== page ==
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An electrometer also known as an electroscope measures electric charge.


Measures device

The standard electrometer is two thin leaves of gold foil suspended from an electrode. When the electrode is charged, the leaves repel each other and move apart. Their separation is a direct measure of the charge on the electrode. Another way to construct an electrometer is to suspend two aluminum or copper foil pieces on wire (tantalum or platinum is best), or (far less expensively) nylon monofilament. Charged electrometers are discharged by ionizing radiation. The most common radiation measurement device, the dosimeter, is actually a ruggedized, calibrated electrometer.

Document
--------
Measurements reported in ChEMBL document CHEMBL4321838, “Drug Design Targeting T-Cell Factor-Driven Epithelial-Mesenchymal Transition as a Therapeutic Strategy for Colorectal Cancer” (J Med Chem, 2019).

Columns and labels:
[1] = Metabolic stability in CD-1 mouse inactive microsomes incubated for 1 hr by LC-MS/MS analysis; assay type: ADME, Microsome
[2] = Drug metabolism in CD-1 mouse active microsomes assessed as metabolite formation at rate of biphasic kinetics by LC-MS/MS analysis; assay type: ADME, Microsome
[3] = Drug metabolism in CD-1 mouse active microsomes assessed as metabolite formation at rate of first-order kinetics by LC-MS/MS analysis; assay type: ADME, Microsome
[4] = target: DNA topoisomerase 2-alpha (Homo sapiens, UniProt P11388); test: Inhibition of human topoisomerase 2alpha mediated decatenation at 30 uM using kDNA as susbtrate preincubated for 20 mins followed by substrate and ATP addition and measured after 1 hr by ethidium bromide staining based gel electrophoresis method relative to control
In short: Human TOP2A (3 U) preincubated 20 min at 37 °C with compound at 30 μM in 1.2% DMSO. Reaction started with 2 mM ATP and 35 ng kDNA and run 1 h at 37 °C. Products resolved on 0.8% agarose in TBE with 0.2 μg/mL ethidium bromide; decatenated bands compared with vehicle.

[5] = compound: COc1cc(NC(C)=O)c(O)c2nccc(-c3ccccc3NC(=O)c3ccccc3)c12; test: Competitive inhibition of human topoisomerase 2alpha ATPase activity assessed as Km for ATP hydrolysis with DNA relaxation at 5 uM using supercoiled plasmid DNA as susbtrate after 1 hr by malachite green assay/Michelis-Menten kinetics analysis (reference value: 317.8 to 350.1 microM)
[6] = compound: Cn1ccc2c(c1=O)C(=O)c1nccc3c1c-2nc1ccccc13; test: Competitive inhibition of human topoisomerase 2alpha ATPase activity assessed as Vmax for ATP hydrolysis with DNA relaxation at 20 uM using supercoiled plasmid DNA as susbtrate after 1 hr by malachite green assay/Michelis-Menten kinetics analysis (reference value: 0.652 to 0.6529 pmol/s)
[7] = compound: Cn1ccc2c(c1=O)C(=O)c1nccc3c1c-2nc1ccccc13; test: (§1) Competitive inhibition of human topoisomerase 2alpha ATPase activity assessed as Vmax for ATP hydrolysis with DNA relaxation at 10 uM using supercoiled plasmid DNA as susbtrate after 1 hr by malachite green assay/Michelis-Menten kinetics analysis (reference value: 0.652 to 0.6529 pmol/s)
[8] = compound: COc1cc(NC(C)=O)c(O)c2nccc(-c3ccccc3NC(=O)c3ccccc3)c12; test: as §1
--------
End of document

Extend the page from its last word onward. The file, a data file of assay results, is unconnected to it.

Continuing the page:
The term is also used to refer to a special type of thermionic valve. This particular type does not have a negative bias on its control grid as is more normal. Instead a tiny current is permitted to flow into the grid, and this is vastly amplified in the anode (plate) circuit. The best examples of these valves can detect currents as low as a few femtoamps 10-15 Amps. This type of valve can be ruined by handling with ungloved hands as the salts left on the glass envelope can provide an alternate path for these tiny currents.

They are of use in nuclear physics as they are able to amplify the tiny 'photo' currents created by radiation. They are, however, being supplanted by semiconductor devices.

See also

External links


  • US1716700 -- Electroscope -- Richard D. Kleeman -- 1929

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